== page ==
Because of a £40,000 employer pension contribution on 31 December 2017, Magnus Ltd made a loss of £40,000 in the accounting period 1 January 2017 to 31 December 2017. The company made a profit of £30,000 in the previous 12 months.

Magnus Ltd can carry back £30,000 of its loss to be set off against the profit of its previous accounting year, reducing it from £30,000 to £0. It must make a claim for this by 31 December 2019.

The balance of the loss of £10,000 cannot be carried back, so it is available to be carried forward to the year ended 31 December 2018.

So, Magnus Ltd’s £40,000 pension contribution made on 31 December 2017 is being relieved as £30,000 against year ended 31 December 2016 profits, and £10,000 against year ended 31 December 2018 profits. A carry-back loss claim results in corporation tax already paid (potentially at a higher rate) being refunded or set off against tax otherwise due.

Note that, as the £10,000 carried forward loss arose in an accounting period that began before, and ended after, 1 April 2017, it has to be apportioned as follows:

  • Pre-1 April 2017 loss: £10,000 x 3/12 = £2,500
  • Post-31 March 2017 loss: £10,000 x 9/12 = £,7500

The £2,500 loss is carried forward and set against profits of the same trade of the accounting period ended 31 December 2018.

The £7,500 loss is carried forward and set against total profits (wider than trading profits and including chargeable gains) of the accounting period ended 31 December 2018.

The company needs to make a claim within two years of the end of the accounting period in which the losses are to be set off – so, by 31 December 2020.

Terminal trading losses

If a company stops trading it may be able to claim terminal loss relief. Terminal loss relief allows a company to carry back any trading losses that occur in the final 12 months of a trade and set them off against profits made in any or all of the three years up to the period when it made the loss.

Capital losses

Having considered trading losses, how about capital losses? Losses made when a company sells or disposes of a capital asset are treated differently from trading losses and cannot be offset against trading income. Any capital losses that accrue in an accounting period are to be set against chargeable gains arising in the same accounting period. To the extent they are not utilised in this way, capital losses of an accounting period are carried forward to be set against chargeable gains of future accounting periods. Allowable capital losses are set off automatically.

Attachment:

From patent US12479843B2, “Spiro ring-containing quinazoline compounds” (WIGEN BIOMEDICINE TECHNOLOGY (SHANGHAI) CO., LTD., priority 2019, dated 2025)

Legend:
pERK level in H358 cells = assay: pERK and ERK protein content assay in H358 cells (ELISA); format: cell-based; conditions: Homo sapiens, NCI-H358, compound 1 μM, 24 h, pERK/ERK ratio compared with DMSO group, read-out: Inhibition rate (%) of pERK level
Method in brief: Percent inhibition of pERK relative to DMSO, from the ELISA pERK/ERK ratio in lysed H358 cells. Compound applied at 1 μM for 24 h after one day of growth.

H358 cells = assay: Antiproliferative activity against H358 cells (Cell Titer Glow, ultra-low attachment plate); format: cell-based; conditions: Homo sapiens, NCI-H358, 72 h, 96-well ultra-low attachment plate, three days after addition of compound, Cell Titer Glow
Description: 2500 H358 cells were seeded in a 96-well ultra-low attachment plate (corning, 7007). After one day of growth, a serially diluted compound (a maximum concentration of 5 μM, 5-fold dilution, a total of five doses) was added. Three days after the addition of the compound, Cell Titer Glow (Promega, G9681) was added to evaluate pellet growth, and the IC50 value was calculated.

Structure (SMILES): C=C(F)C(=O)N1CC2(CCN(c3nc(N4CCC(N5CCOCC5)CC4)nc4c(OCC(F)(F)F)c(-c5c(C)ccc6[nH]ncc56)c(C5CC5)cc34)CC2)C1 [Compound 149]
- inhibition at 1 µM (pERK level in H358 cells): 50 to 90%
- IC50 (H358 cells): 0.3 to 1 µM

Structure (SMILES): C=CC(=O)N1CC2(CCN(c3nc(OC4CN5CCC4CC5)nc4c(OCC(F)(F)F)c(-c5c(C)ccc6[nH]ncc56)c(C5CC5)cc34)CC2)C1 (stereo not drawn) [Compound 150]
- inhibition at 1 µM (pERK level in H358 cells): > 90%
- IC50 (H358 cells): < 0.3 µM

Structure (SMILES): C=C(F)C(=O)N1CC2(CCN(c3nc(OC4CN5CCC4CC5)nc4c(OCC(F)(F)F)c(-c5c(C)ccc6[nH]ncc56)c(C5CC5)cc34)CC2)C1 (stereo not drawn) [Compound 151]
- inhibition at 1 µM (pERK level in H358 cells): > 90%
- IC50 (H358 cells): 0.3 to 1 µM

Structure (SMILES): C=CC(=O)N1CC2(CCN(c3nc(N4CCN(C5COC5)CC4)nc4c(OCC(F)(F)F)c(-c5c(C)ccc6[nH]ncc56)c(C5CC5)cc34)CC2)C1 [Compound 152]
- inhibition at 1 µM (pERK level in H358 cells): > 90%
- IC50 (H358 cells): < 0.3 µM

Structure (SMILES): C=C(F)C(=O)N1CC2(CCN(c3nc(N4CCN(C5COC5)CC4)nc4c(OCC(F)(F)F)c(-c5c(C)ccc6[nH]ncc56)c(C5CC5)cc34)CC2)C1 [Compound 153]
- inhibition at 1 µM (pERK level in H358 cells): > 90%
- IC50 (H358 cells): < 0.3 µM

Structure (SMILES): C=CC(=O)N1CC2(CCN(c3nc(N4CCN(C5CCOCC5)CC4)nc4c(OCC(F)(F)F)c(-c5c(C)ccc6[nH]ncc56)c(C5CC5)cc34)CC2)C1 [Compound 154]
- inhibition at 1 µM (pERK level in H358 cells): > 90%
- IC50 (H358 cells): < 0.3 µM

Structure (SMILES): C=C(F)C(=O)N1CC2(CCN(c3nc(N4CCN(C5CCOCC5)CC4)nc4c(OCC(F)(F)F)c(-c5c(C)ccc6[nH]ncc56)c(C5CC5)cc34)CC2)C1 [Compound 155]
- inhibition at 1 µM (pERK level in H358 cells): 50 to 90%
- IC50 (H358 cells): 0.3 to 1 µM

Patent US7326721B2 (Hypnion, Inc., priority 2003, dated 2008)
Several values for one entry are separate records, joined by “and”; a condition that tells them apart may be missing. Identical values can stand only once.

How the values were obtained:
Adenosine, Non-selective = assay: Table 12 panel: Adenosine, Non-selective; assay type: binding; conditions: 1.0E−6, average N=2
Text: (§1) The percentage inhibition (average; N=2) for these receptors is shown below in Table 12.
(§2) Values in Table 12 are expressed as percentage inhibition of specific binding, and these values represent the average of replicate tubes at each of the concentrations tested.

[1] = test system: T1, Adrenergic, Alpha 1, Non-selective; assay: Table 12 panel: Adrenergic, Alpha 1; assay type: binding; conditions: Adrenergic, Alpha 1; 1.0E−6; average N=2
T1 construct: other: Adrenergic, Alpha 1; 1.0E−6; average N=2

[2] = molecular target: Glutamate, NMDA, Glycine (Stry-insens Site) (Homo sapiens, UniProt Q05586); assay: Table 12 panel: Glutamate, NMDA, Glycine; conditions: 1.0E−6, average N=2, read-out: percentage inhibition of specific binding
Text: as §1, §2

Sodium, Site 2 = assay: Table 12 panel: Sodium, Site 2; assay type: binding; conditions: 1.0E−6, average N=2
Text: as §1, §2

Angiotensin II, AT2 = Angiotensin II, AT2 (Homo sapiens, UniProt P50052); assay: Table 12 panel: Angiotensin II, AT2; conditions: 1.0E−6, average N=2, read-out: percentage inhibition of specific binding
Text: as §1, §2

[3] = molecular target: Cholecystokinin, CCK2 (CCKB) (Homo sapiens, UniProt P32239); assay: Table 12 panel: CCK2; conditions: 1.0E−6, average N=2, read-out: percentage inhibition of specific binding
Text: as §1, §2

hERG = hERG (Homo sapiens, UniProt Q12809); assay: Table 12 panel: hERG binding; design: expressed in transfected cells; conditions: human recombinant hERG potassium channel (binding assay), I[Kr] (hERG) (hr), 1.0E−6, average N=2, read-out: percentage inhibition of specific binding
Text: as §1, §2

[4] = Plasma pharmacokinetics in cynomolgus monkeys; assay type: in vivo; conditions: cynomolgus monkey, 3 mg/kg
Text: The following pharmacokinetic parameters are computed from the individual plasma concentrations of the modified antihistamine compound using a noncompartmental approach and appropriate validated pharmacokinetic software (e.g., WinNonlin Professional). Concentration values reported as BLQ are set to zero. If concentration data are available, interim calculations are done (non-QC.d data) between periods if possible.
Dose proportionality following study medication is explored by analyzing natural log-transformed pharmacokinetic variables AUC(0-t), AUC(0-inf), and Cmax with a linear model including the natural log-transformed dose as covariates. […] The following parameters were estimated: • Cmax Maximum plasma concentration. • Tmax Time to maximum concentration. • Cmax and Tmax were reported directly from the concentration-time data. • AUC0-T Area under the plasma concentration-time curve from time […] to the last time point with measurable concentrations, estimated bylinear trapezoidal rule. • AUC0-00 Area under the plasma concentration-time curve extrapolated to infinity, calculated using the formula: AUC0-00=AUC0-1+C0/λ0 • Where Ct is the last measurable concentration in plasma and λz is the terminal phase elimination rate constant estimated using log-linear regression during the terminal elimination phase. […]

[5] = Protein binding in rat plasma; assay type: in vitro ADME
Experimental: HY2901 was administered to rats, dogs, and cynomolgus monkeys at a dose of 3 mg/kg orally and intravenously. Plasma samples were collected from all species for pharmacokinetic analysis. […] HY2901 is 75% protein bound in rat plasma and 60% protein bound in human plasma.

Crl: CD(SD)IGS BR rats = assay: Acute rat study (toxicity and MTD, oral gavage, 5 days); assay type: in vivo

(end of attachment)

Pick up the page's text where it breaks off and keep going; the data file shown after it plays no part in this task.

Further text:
Loan relationships

Profits and losses (deficits) on a company’s interest-based investments and investment bonds not accounted for under the historic cost basis are generally chargeable to, or relievable from, corporation tax under the loan relationships regime as the profits and losses arise.

The basic rule is that non-trading deficits (for example, where the company holds a loan relationship for investment or other non-trade purposes) can be:

  • Surrendered as group relief; or
  • Set off against any profits of the deficit period; or
  • Set off against non-trading credits (loan relationship profits) arising in the previous 12 months before the deficit period.

Any balance, for losses arising before 1 April 2017, is carried forward and set against non-trading profits (for example, against chargeable gains, property income, miscellaneous income, as well as profits of loan relationships and derivative contracts) in succeeding accounting periods. For losses arising from 1 April 2017, any balance can be carried forward against total profits or against total profits of a group company.

Any carry-forward losses for set off against profits arising on or after 1 April 2017 are restricted where profits exceed £5m.

Tony Wickenden is joint managing director of Technical Connection. You can find him tweeting @tecconn

Go to the profile of Money Marketing

Money Marketing

Money Marketing, Centaur

The leading magazine and website for IFAs and professional financial advisers. Pensions, investment, mortgages, protection, platforms and regulation news.

No comments yet.